This year’s Brighton Speed Trials, sponsored by Fribourg & Treyer and run over the traditional s.s. kilometre on September 11th, commenced in fine weather that later deteriorated. FTD was made by Render’s Lotus 76, in 18.77 sec., 0.15 sec. below Purley’s 1974 course-record. Runner-up was Johnty Williamson (Surtees TS11), in 19.64 sec. The fastest motorcycle was Weedon’s s/c Triumph, with a run in 19.62 sec., which beat Keys’ Nor/Jap by 1.92 sec. (it was in a different class, but second fastest twowheeler). Ring’s Yamaha was quickest combo., in 24.01 sec. Fastest lady (taking the Chater Lea Trophy of nostalgic title) was Susan Scott, whose Scott Special clocked 25.72 sec. The BDC class was won by John Goddard (26.3 sec.) and the Bentley-Napier did 27.7 sec. New class records were set up by the Powell Speed Cooper-S (27.5 sec.) and the Brown’s MG TC (29.72 sec.). Best sports car time was 23.3 sec., by Oram’s Jaguar E-type.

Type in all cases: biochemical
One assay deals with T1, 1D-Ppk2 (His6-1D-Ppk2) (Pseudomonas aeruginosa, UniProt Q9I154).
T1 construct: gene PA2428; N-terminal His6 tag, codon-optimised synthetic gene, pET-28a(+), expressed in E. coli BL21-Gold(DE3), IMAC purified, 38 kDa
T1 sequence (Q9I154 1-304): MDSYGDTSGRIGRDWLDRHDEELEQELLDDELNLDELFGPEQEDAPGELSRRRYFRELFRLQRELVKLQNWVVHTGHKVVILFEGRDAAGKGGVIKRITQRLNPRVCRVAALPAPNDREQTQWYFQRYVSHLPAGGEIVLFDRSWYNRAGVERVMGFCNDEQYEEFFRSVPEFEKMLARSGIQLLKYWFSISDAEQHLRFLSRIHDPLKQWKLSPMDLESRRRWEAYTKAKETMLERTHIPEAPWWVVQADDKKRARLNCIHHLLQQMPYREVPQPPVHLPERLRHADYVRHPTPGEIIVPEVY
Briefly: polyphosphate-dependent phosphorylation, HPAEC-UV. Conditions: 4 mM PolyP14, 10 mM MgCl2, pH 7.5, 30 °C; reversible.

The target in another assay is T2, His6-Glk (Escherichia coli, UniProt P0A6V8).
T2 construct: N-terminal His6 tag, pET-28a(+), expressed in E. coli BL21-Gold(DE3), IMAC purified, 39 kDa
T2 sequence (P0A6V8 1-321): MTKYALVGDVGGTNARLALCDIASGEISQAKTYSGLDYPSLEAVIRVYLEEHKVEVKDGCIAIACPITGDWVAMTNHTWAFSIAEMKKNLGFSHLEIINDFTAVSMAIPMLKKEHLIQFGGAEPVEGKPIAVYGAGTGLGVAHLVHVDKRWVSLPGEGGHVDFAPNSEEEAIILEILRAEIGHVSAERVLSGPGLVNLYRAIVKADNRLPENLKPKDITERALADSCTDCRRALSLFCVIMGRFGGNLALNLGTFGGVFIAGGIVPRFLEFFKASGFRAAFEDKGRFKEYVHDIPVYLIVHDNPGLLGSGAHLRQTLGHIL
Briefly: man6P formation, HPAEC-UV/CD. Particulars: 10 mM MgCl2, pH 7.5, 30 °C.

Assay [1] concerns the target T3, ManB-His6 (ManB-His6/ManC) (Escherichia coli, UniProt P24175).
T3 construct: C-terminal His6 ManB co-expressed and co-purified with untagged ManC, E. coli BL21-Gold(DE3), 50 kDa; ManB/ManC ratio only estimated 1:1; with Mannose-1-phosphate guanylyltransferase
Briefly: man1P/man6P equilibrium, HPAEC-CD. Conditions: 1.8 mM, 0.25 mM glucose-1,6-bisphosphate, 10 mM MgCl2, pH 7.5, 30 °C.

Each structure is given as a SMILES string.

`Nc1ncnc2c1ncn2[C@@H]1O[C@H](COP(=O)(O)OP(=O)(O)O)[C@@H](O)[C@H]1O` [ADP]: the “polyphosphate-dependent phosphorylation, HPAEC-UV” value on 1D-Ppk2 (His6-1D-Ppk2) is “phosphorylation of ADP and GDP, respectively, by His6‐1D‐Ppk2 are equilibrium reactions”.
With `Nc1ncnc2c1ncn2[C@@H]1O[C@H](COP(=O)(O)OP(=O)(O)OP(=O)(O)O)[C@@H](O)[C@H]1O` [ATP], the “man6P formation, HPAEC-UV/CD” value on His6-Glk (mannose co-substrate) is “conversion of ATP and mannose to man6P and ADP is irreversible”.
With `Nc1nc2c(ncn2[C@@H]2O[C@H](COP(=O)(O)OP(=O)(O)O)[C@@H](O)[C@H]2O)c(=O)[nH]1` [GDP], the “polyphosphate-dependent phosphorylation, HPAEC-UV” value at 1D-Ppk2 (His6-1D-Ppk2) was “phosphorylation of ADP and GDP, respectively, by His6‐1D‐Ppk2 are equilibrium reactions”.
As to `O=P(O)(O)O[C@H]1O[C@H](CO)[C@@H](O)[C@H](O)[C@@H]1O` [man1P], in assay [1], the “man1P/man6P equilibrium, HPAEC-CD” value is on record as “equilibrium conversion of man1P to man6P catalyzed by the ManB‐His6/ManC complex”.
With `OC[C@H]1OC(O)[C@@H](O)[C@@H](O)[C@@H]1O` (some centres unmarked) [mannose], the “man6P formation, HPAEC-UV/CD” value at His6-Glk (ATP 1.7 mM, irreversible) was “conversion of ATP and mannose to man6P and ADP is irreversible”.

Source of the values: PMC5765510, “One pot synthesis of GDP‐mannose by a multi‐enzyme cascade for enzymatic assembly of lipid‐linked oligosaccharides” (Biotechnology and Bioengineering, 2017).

The Arab that Bill Meredith Owens has acquired is a 1925 chassis with the small radiator and Meadows gearbox. It is on display at the Stratford Motor Museum prior to being restored. A programme about the motor racing career of Raymond Mays will be shown in Yorkshire, Anglia and TyneTees ITV regions at 10.30 p.m. on Monday, November 1st.